Yesterday, Elana Kagan became the fourth woman to be nominated and confirmed by the Senate to the United States Supreme Court. Final Count: 63-37. Five Republicans and one Democrat defected.
At age 50, she is assured a long tenure. Indeed some are already predicting that she is assured - eventually - the position of "Chief Justice".
When the Supreme Court opens this Fall, three women — a full third of the bench — will preside together for the first time in history.
She will join two other women currently serving, including Justice Sonia Sotomayor, who was confirmed almost exactly a year ago, and Justice Ruth Bader Ginsburg. She will be the only justice on the court not to have served previously as a judge.
However, her confirmation is not seen as immediately altering the current closely divided ideological makeup of the court, which is often split 5 to 4 on major decisions. She succeeds Justice John Paul Stevens, the leader of the court’s liberal bloc, who is retiring.
The court she is joining is sometimes known as the "Robert's court," which has increasingly placed a conservative stamp on decisions under Chief Justice John G. Roberts Jr.
She is likely to confront an array of divisive issues in coming years, like same-sex marriage, immigration and the federal government’s role in health care.
President Obama, in welcoming the Senate's action, noted that Kagan “understands that the law isn’t just an abstraction or an intellectual exercise.”
“She knows that the Supreme Court’s decisions shape not just the character of our democracy, but the circumstances of our daily lives,” the president said.
Which is why it is so important that an increasing number of women and a balance of political and ideological perspectives be represented on the highest court in the land.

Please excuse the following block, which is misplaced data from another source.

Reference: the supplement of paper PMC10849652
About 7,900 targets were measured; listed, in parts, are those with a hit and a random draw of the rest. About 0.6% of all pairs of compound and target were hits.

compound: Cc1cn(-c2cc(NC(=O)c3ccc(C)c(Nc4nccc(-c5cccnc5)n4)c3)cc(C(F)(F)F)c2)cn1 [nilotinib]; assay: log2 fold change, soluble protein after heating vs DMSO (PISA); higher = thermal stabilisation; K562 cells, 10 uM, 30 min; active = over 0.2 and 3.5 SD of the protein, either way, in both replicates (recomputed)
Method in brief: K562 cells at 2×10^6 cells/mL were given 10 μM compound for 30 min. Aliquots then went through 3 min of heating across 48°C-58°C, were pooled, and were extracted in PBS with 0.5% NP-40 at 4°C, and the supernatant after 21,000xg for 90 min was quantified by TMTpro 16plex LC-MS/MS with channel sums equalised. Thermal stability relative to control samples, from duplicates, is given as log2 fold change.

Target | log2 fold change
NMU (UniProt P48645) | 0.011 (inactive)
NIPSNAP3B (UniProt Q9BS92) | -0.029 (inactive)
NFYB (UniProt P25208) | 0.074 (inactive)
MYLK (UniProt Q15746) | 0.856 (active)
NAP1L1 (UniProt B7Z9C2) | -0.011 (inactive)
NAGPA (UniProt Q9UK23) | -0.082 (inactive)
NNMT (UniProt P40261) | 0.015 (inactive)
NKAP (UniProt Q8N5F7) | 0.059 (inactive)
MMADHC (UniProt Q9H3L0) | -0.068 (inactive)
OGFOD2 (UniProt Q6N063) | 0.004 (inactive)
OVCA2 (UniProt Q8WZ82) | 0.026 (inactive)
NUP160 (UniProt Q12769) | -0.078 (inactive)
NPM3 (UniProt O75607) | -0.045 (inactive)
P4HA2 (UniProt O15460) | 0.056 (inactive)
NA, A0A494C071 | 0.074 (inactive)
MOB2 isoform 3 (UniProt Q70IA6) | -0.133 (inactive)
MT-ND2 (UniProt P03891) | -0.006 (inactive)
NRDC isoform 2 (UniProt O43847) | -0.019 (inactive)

Which is why I found this cartoon as provocative as it is amusing:
More of the Supreme Court members are from the Northeast than any other location in the country. As the cartoon notes, four of the members are from one of the five boroughs of Metropolitan New York.
Although we have made steady progress in terms of the nomination and confirmation of so-called "minority" representation, the preponderance of the racial make-up of the bench is Caucasian.
Interestingly enough, six of the nine judges are Roman Catholics, three are Jewish - a fact which has not gone unnoticed by my fellow Protestants and Anglo-Catholics, and understandably so.
So, who is it, exactly, who "understands the circumstances of our daily lives"? Can anyone? Really? Did Mr. Obama say that because Kagan is obviously a woman? Or, was that a political slam to Mrs. Palin who is positioning herself as "the new feminist" and so, "the people's choice" - presumably because she's a woman who "knows her place".
Thomas McCardle over at The Republic, jesting that Kagan's confirmation makes her "part of a trio TV viewers might call "Barry's Angels," notes the ideological differences of gender in this way:
The court's frequent 5-to-4 rulings will soon begin to attract more attention, and be seen in a new way. The liberal position on cases will become the "women are from Venus" perspective, sensitive and nuanced; the conservative position will become the "men are from Mars" insensitive prejudice, chauvinistic and simplistic.If you look behind his obvious male posturing (hey, the guy knows how to attract a reading audience - it's always about job security), there is an interesting nuance to Mr. Obama's words about Kagan's ability to understand "the circumstances of our daily lives."
As the New Republic's John Judis noted approvingly after the 2008 election,